By Mike Amery, Legislative Counsel, Federal Affairs, (202) 506-7468, email@example.com
A record-breaking 129 Academy members participated in the ninth annual Neurology on the Hill (NOH) last week.
Advocates from 43 states addressed critical issues with over 200 members of Congress including the need for a permanent repeal of the SGR, the omission of neurology from the primary care incentive, funding for pediatric specialists, and requests for cosponsors of HR 610, the Making Investments Now for Dementia (MIND) Act, which is an innovative Alzheimer's research funding bill sponsored by Michael Burgess, MD (R-TX).
On Monday, AAN member advocates met one another, trained on advocacy techniques, and reviewed the leading issues.
Tuesday was the big day on the Hill, starting with a congressional breakfast in the House of Representatives Rayburn Office Building. Congressman Russ Carnahan (D-MO) launched the program by encouraging participants to tell their stories and educate Congress about the need for access to care for neurology patients. Carnahan is co-chair of the Congressional MS Caucus and has been a key supporter of adding neurology to primary care incentive programs.
House Majority Leader Eric Cantor (R-VA) then gave an update of House Republican's plans on medical liability reform and an SGR fix. He also expressed his appreciation for neurology as his father deals with Shy-Drager Syndrome. Cantor said his father's primary care provider is his neurologist.
From there it was off to the congressional offices. The event was a big success in raising the profile and influence of neurology in Congress with visits to more than 220 congressional offices and personal visits with almost 100 members of Congress.
NOH advocates came to DC at an interesting time. Since neither the current nor last Congress has been able to pass a FY2011 appropriation bill, a government shutdown loomed if Congress couldn't agree on a temporary funding bill.
In his comments to neurologists at Neurology on the Hill, Majority Leader Cantor expressed confidence that the House and Senate would pass a short-term extension of a bill called a "continuing resolution" which is currently funding government at FY2010 levels.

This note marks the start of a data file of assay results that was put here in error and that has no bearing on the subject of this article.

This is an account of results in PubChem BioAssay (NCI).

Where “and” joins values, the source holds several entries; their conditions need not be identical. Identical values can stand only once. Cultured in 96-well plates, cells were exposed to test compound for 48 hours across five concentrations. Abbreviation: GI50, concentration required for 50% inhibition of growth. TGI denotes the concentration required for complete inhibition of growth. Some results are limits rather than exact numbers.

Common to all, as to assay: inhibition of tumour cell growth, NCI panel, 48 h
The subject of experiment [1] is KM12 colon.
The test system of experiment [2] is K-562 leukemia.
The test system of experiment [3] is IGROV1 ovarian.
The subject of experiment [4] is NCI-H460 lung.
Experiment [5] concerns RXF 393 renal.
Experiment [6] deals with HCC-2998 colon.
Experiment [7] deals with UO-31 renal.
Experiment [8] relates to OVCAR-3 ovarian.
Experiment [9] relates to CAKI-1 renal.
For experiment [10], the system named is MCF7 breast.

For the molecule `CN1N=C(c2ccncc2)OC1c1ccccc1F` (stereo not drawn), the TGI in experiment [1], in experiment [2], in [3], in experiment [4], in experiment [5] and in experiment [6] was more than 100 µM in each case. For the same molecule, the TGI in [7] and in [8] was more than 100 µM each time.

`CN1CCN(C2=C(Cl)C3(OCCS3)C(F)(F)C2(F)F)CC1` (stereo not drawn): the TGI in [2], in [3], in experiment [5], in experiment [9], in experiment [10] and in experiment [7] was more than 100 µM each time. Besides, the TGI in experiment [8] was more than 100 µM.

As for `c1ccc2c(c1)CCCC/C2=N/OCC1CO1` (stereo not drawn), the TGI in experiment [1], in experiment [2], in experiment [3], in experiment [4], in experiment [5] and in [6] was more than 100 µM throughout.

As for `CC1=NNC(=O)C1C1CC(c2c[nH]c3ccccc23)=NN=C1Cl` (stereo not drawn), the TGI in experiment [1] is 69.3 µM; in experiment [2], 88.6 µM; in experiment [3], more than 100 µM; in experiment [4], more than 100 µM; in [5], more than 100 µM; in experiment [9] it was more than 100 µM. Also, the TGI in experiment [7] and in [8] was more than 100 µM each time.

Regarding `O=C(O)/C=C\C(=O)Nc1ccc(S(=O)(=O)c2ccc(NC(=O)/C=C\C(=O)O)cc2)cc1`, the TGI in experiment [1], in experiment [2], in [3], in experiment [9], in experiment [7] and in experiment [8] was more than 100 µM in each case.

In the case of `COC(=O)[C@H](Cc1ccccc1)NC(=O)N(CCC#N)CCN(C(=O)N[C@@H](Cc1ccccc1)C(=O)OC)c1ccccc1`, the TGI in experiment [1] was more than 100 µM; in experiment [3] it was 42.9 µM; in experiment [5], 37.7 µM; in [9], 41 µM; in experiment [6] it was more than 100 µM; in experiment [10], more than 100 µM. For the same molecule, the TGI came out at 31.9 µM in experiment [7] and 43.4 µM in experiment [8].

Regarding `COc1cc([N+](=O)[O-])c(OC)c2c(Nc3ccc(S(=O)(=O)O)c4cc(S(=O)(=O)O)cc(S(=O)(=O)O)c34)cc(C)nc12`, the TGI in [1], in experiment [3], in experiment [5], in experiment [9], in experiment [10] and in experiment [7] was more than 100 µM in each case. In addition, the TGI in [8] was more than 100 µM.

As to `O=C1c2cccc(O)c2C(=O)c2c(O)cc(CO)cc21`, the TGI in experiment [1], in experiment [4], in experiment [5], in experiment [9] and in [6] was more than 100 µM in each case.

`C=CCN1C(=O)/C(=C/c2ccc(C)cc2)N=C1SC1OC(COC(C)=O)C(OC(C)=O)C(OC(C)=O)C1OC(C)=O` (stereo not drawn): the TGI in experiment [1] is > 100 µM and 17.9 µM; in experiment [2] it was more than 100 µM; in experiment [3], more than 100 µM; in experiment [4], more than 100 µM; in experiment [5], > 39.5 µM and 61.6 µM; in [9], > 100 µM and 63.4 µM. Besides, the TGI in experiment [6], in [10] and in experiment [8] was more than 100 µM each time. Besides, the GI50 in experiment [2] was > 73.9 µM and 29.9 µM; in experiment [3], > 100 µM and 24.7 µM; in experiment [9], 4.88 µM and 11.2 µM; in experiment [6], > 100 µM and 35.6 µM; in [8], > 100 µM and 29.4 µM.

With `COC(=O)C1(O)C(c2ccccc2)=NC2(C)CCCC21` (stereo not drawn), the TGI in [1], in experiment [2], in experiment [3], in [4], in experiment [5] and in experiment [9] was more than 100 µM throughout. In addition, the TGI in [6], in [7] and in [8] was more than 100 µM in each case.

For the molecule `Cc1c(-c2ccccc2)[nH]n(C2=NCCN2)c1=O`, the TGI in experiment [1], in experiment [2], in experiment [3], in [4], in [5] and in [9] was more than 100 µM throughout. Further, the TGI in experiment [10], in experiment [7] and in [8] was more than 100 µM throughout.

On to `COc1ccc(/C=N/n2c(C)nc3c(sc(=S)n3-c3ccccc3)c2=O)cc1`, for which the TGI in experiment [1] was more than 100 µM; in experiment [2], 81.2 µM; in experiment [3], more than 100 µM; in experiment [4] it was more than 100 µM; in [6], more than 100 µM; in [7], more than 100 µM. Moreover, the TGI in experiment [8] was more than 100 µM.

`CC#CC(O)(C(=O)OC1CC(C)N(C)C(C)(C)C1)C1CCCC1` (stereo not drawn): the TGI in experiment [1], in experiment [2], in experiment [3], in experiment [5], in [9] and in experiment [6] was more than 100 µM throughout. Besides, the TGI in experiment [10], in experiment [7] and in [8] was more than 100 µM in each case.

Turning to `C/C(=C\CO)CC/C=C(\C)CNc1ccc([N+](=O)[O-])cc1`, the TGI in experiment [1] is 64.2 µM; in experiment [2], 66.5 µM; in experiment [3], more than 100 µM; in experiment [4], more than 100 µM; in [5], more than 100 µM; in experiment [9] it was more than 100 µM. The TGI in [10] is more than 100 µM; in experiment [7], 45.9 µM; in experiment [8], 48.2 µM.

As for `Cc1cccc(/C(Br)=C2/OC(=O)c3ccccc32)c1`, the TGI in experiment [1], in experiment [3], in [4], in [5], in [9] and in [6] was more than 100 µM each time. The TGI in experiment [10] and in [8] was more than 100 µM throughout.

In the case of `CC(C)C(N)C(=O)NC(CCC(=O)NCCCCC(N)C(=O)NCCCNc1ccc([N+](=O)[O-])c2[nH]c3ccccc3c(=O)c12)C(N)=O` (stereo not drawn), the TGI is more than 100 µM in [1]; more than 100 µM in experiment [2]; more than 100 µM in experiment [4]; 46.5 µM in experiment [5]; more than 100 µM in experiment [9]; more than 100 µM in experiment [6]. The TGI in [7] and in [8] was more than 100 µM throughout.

Last week, the House and Senate finally passed a two-week extension that cut $4 billion in spending, but sets up another looming shutdown. House Republicans would be fine with a series of two week extensions as the cuts would equal $60 billion by the end of the year.
Senate Democrats conceded the House Republicans had won the first round of the budget battle, but vowed that will change. The next round of negotiations must be settled before March 18.
One of the key messages that the AAN is developing for Congress and the administration is the need for recognition for cognitive specialties who spend most of their time evaluating and managing their patients as opposed to performing procedures. With the elimination of consult codes by CMS for 2010, several other specialties have found themselves in the same position as the Academy, which has resulted in the formation of a coalition.
The Cognitive Specialty Coalition (CSC) consists of representatives of infectious disease, rheumatology, neuro-ophthalmology, and endocrinology. Recently, AAN Chief Health Policy Officer Rod Larson and I accompanied Marc Raphaelson, MD, FAAN, of Virginia to a meeting with the Medicare Payment Advisory Committee (MedPAC). MedPAC is a very influential congressional advisory committee. You may recall from previous Capitol Hill Reports that MedPAC was responsible for the recommendation to Congress for the primary care incentive that eventually passed in the health reform bill.
Although there were several specialty physicians present, MedPAC staff was clearly interested in the opinions of Raphaelson, who serves as the AAN's representative on the American Medical Association's Relative Value Update Committee (RUC). Raphaelson eloquently described how the elimination of the consult codes resulted in primary care physicians receiving greater payment for less time-consuming, less intensive, and less complicated patients than cognitive specialists.
The goal of the meeting was to increase the awareness of the need for recognition of cognitive specialists by MedPAC in hopes of their recommendation to Congress of a reinstatement of the consult codes or some other effort to improve the practice climate for cognitive specialties like neurology. Of course, we won't be just relying on MedPAC; the CSC has also started meeting with key congressional offices to state our case.
The Academy has nominated President Elect Bruce Sigsbee, MD, FAAN, for a seat on MedPAC.
Sigsbee has received letters of recommendation from Sen. Susan Collins (R-ME), Rep. Chellie Pingree (D-ME), Rep. Michael Michaud (D-ME), as well as several patient groups including the National MS Society, the Alzheimer's Foundation of America, and the Parkinson's Action Network. Nominations close March 7, 2011. I'll let you know how it goes.
Disclaimer: The opinions expressed in this posting are those of the author only and do not represent the views of the American Academy of Neurology or any of its affiliated subsidiaries.
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